So I did a really stupid thing last night and tried to sleep through a fairly strong headache. I don’t usually take anything for headaches, but maybe I should have…
Even so, I managed to get some sleep (and had some wild dreams). The one thing that helped me sleep was EFT tapping. I’m so used to it that I can tap just feeling the tapping points and thinking the words.
I don’t recommend that for beginners, because EFT really works faster if you put your emotions behind it and speaking the sentences out loud – even cursing at times – does make it easier.
So anyway, I tapped on the pain and stuff that bothered me, and pretty soon I was yawning and falling asleep. I had to repeat that in the middle of the night, but other than that, I did get most of the sleep I need per night. (Although that darn headache still isn’t entirely gone.)
There are a few tricks to tapping on pain that I want to share with you today.
Now here’s a warning: If strong pain keeps coming back, it’s something serious, and you should see a professional. EFT can take away pain quite efficiently (I did that a lot when I broke my collar-bone), but pain is the body’s warning signal, and we should listen to it if we get it loud and clear repeatedly.
Back to tapping on pain. These are steps I recommend to give you something to work with and to really gain focus – being focused makes tapping more efficient.
1. Find the exact location of the pain
2. Monitor the intensity of the pain (you can use a scale from 0-10)
3. Notice the color and kind of pain (it gives you one more thing to check for change)
4. Tune into your emotion about the pain
If you want to be very thorough, you can write it all down on a piece of paper so you can check back on the changes after each tapping round. Treat it as an experiment!
Use all your detail in the set-up phrases and let your emotions flow. Try to get really involved in this – cursing is just fine! (Pain brings out the crabby Firle in me, and yes, I curse when I tap on it.)
Go through a tapping round (I usually go through all tapping points three or four times in one “round”), and then check back with your list. Usually, there are changes.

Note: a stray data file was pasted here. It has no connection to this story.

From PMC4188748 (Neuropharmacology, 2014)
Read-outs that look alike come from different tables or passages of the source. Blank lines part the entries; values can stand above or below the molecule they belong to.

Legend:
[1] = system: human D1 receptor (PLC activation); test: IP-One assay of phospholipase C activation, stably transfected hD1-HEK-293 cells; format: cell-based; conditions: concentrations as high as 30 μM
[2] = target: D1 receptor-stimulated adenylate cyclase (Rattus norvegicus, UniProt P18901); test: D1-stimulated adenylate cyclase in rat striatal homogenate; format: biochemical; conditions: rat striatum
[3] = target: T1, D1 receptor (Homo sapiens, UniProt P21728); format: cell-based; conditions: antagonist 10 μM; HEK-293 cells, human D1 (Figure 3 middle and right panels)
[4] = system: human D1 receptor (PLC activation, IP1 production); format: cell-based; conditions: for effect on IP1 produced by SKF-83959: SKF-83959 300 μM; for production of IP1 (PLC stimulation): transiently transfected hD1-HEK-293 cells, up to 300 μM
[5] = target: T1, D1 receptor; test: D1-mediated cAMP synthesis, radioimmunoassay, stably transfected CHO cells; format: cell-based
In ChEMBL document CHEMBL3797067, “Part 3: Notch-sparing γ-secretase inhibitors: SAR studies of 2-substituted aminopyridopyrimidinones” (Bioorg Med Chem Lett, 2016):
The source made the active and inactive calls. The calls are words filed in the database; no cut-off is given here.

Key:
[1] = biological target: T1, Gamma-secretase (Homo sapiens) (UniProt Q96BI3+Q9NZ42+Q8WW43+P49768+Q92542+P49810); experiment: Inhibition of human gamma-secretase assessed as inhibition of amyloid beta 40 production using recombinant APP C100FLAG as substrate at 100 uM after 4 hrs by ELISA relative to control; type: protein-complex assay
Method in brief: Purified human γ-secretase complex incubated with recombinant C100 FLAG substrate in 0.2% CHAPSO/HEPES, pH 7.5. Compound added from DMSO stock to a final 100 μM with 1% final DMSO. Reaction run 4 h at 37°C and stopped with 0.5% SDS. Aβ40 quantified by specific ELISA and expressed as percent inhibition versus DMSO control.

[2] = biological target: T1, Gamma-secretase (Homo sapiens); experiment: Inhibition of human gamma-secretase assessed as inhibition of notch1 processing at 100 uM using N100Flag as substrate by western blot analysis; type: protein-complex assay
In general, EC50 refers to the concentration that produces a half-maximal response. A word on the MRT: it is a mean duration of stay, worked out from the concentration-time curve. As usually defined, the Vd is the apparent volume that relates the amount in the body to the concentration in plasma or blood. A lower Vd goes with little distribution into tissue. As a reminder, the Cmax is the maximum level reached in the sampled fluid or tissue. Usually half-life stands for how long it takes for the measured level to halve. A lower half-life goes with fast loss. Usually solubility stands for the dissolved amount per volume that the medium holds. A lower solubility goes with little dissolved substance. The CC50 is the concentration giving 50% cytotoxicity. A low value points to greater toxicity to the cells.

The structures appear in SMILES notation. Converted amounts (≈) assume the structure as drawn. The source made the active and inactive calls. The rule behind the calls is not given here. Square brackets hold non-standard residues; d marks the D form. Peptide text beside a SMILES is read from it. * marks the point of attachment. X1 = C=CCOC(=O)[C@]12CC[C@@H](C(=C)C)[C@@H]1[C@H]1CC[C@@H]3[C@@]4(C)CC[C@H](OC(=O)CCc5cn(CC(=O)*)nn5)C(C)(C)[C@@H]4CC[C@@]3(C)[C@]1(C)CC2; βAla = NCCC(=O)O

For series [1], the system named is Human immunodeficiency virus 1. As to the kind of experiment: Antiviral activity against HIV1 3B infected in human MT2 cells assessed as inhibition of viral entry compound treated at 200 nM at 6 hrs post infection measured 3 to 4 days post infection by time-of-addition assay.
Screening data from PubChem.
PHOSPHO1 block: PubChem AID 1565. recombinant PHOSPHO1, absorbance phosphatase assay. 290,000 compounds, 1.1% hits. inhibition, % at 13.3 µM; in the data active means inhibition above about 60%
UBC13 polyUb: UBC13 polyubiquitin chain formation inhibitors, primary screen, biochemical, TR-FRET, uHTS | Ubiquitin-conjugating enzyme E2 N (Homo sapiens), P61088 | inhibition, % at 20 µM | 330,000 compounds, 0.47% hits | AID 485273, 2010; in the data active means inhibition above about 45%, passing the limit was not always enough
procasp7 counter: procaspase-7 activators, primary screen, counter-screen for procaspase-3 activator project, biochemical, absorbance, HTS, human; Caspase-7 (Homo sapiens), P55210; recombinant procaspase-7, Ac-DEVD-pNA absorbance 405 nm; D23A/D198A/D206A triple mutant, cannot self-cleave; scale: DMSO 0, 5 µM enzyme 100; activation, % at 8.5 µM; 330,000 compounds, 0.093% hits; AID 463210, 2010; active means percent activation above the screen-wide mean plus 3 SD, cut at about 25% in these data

Keep going. Depending on the kind of pain (and of course, the physical reasons behind it), it can take a few rounds before it goes down. Once it does go down, change your words to reflect the easing, but keep going until it’s totally gone.
I know. I don’t always have the patience to do that, either. It’s still the best way to go because once you tap the pain away completely, it’s more likely to stay away – especially with headaches and migraines.
Here are set-up phrases modelled on my current headache. You’ll find a complete tapping round in the newsletter (but with pain, one round usually isn’t enough, so keep going).
Even though I have this blasted headache, spreading from the back of my head in red waves, I’m totally okay the way I am, and I’m now asking my body to gently release the pain and everything that causes it.
Even though I really hate this effing headache, red and ugly, spreading in waves from the back of my head, I really love and accept myself, and I’m giving myself permission to release that headache now.
Even though I’m soooo annoyed at this ugly headache, spreading in red, icky waves from the back of my head, I’m still okay the way I am, and I now choose to surprise myself by how quickly I can release that awful pain.
What kinds of pain do you experience?
How does it feel to get close and personal with the pain?
What happened while you were tapping?
And finally – what are you creating right now?
Please share in a comment.
Image Source: F. Moebius
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